Ex-US Rep. Anthony Weiner pleads guilty in sexting case

NEW YORK (AP) — Former U.S. Rep. Anthony Weiner, whose penchant for sexting strangers ended his political career and sparked a probe that upended the presidential race, pleaded guilty Friday to a sex charge, tearfully apologizing for communications with a 15-year-old girl that he said destroyed his “life’s dream in public service.”

Weiner pleaded guilty to a single count of transmitting sexual material to a minor, admitting he began exchanging online messages with the girl in January 2015 and engaged in obscene communications that included “sharing explicit images and encouraging her to engage in sexually explicit conduct.”

“I have a sickness, but I do not have an excuse,” he said.

The 52-year-old former Democratic congressman paused repeatedly as he fought back tears and tried to compose himself. He said he knew the texting was “as morally wrong as it was unlawful.”

Pleading to the charge, which will require that he register as a sex offender, exposes him to a potential sentence of up to 10 years in prison, but Weiner signed a plea agreement with prosecutors in which he agreed not to appeal any sentence between 21 and 27 months in prison. His lawyer can request leniency at a sentencing scheduled for Sept. 8.

Wearing his wedding ring and a dark blue suit with a maroon tie, Weiner read from a prepared statement after U.S. District Judge Loretta A. Preska addressed him: “Tell me what you did, sir.”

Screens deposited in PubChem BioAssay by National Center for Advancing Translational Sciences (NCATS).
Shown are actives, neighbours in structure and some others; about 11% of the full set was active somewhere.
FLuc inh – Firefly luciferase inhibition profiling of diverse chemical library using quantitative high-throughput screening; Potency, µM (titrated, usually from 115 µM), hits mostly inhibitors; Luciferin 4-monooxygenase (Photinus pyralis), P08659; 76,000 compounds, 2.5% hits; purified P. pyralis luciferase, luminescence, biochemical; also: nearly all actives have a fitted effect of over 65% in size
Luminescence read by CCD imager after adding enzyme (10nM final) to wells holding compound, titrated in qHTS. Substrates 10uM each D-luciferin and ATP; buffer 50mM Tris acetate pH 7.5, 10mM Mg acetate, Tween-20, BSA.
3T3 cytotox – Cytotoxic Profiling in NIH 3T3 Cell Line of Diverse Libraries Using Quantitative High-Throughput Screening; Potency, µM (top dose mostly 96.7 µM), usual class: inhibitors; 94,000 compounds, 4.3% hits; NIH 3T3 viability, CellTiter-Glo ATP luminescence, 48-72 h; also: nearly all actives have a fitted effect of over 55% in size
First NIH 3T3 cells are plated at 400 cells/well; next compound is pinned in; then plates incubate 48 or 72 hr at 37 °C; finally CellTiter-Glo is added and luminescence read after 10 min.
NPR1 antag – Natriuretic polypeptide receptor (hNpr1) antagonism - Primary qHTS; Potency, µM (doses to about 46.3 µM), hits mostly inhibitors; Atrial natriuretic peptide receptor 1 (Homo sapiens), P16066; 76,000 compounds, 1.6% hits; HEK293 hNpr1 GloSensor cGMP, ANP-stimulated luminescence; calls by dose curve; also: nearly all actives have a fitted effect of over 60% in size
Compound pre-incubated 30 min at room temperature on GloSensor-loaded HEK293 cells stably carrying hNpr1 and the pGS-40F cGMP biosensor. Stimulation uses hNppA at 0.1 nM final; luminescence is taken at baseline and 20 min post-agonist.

He said he “compulsively sought attention from women who contacted me on social media” beginning with his service in Congress and continuing through the first half of last year.

“I engaged with many of them in both sexual and nonsexual conversation,” he said. “These destructive impulses brought great devastation to my family and friends and destroyed my life’s dream in public service. Yet I remained in denial even as the world around me fell apart.”

Weiner said he began getting mental health treatment beginning in the fall, when he said he “came to grips for the first time with the depths of my sickness.” He said he continues to follow the treatment daily.

“I, I had hit bottom,” he said. “Through treatment I found the courage to take a moral inventory of my defects.”

Weiner apologized to “everyone I have hurt,” including the girl he “mistreated so badly.”

Finished speaking, he wiped his eyes with tissues.